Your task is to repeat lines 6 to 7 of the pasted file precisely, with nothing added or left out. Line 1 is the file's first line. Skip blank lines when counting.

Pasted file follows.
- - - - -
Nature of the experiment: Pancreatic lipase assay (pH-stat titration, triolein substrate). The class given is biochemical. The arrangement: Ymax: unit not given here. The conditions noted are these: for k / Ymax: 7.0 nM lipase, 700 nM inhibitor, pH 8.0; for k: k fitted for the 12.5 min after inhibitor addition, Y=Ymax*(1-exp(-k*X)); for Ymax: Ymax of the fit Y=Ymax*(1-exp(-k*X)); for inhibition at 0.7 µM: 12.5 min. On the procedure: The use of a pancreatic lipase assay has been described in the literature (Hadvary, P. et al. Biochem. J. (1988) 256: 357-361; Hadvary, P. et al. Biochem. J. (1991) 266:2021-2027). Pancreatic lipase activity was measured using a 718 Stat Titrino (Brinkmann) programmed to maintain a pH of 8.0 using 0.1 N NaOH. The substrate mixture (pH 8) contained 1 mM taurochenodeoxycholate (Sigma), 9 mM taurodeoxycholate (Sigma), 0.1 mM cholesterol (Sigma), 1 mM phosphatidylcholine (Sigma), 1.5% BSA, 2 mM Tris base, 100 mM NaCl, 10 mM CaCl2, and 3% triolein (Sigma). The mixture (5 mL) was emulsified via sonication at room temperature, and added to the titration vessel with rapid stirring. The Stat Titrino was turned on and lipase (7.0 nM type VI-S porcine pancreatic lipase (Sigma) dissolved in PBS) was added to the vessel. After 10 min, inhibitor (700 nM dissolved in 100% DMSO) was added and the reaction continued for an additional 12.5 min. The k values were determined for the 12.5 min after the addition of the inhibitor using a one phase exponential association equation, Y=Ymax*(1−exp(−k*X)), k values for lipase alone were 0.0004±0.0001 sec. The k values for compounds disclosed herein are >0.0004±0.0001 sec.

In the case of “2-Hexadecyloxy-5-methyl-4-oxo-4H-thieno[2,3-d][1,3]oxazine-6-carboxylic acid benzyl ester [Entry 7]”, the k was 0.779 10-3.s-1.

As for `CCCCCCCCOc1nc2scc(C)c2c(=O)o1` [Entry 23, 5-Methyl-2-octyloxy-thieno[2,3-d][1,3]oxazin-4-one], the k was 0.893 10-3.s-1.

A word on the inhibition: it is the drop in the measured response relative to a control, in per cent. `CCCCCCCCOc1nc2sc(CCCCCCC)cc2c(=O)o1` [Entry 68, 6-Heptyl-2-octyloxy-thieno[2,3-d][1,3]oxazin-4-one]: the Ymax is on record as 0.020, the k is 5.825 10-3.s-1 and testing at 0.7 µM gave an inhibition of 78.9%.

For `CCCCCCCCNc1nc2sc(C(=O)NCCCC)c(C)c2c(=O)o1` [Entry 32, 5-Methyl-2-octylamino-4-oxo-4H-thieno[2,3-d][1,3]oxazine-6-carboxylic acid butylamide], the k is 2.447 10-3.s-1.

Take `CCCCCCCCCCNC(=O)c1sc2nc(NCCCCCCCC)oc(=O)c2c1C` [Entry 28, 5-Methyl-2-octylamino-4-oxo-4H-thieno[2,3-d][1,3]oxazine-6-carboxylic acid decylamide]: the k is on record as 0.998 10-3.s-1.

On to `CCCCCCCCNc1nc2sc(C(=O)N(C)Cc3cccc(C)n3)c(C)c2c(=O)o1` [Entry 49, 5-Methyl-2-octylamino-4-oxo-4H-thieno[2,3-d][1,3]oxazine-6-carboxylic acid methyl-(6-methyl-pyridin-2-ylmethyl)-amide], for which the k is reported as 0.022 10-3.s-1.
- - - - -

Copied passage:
Take `CCCCCCCCCCNC(=O)c1sc2nc(NCCCCCCCC)oc(=O)c2c1C` [Entry 28, 5-Methyl-2-octylamino-4-oxo-4H-thieno[2,3-d][1,3]oxazine-6-carboxylic acid decylamide]: the k is on record as 0.998 10-3.s-1.

On to `CCCCCCCCNc1nc2sc(C(=O)N(C)Cc3cccc(C)n3)c(C)c2c(=O)o1` [Entry 49, 5-Methyl-2-octylamino-4-oxo-4H-thieno[2,3-d][1,3]oxazine-6-carboxylic acid methyl-(6-methyl-pyridin-2-ylmethyl)-amide], for which the k is reported as 0.022 10-3.s-1.